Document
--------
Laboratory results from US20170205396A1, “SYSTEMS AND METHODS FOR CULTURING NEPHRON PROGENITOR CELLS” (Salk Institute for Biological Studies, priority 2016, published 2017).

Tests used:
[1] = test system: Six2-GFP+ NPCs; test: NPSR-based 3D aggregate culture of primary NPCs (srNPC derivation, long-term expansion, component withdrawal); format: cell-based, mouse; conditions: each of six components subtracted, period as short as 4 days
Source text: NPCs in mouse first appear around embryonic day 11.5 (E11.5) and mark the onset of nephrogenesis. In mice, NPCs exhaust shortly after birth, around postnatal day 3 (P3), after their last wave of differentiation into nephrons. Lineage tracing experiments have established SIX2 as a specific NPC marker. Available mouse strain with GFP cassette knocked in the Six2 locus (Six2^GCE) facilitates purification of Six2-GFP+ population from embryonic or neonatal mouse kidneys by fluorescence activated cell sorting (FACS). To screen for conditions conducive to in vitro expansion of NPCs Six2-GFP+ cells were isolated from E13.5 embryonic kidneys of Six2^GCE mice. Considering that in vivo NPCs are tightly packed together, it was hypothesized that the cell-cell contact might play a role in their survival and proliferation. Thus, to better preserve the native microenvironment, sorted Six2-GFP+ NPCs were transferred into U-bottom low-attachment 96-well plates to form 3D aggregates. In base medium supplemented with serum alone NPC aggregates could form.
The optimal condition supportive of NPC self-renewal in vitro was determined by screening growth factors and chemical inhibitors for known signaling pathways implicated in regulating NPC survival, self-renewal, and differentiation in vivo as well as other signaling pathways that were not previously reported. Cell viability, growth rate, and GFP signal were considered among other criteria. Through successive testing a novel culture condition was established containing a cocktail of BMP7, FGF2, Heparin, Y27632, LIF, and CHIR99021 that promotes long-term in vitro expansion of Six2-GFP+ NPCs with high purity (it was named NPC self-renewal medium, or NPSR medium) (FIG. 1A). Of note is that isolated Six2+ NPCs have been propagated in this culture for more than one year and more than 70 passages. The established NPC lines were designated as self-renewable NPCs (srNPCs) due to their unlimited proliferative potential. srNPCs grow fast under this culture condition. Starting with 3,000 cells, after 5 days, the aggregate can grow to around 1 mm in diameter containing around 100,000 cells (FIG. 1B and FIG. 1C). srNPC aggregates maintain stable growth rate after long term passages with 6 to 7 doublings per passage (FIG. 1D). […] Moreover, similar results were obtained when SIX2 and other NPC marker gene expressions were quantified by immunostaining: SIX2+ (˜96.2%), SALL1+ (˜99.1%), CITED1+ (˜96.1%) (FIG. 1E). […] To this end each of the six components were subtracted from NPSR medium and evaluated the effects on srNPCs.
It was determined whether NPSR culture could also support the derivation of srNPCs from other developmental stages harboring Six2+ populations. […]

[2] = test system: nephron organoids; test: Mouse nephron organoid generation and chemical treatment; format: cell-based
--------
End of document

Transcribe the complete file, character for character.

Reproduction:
Laboratory results from US20170205396A1, “SYSTEMS AND METHODS FOR CULTURING NEPHRON PROGENITOR CELLS” (Salk Institute for Biological Studies, priority 2016, published 2017).

Tests used:
[1] = test system: Six2-GFP+ NPCs; test: NPSR-based 3D aggregate culture of primary NPCs (srNPC derivation, long-term expansion, component withdrawal); format: cell-based, mouse; conditions: each of six components subtracted, period as short as 4 days
Source text: NPCs in mouse first appear around embryonic day 11.5 (E11.5) and mark the onset of nephrogenesis. In mice, NPCs exhaust shortly after birth, around postnatal day 3 (P3), after their last wave of differentiation into nephrons. Lineage tracing experiments have established SIX2 as a specific NPC marker. Available mouse strain with GFP cassette knocked in the Six2 locus (Six2^GCE) facilitates purification of Six2-GFP+ population from embryonic or neonatal mouse kidneys by fluorescence activated cell sorting (FACS). To screen for conditions conducive to in vitro expansion of NPCs Six2-GFP+ cells were isolated from E13.5 embryonic kidneys of Six2^GCE mice. Considering that in vivo NPCs are tightly packed together, it was hypothesized that the cell-cell contact might play a role in their survival and proliferation. Thus, to better preserve the native microenvironment, sorted Six2-GFP+ NPCs were transferred into U-bottom low-attachment 96-well plates to form 3D aggregates. In base medium supplemented with serum alone NPC aggregates could form.
The optimal condition supportive of NPC self-renewal in vitro was determined by screening growth factors and chemical inhibitors for known signaling pathways implicated in regulating NPC survival, self-renewal, and differentiation in vivo as well as other signaling pathways that were not previously reported. Cell viability, growth rate, and GFP signal were considered among other criteria. Through successive testing a novel culture condition was established containing a cocktail of BMP7, FGF2, Heparin, Y27632, LIF, and CHIR99021 that promotes long-term in vitro expansion of Six2-GFP+ NPCs with high purity (it was named NPC self-renewal medium, or NPSR medium) (FIG. 1A). Of note is that isolated Six2+ NPCs have been propagated in this culture for more than one year and more than 70 passages. The established NPC lines were designated as self-renewable NPCs (srNPCs) due to their unlimited proliferative potential. srNPCs grow fast under this culture condition. Starting with 3,000 cells, after 5 days, the aggregate can grow to around 1 mm in diameter containing around 100,000 cells (FIG. 1B and FIG. 1C). srNPC aggregates maintain stable growth rate after long term passages with 6 to 7 doublings per passage (FIG. 1D). […] Moreover, similar results were obtained when SIX2 and other NPC marker gene expressions were quantified by immunostaining: SIX2+ (˜96.2%), SALL1+ (˜99.1%), CITED1+ (˜96.1%) (FIG. 1E). […] To this end each of the six components were subtracted from NPSR medium and evaluated the effects on srNPCs.
It was determined whether NPSR culture could also support the derivation of srNPCs from other developmental stages harboring Six2+ populations. […]

[2] = test system: nephron organoids; test: Mouse nephron organoid generation and chemical treatment; format: cell-based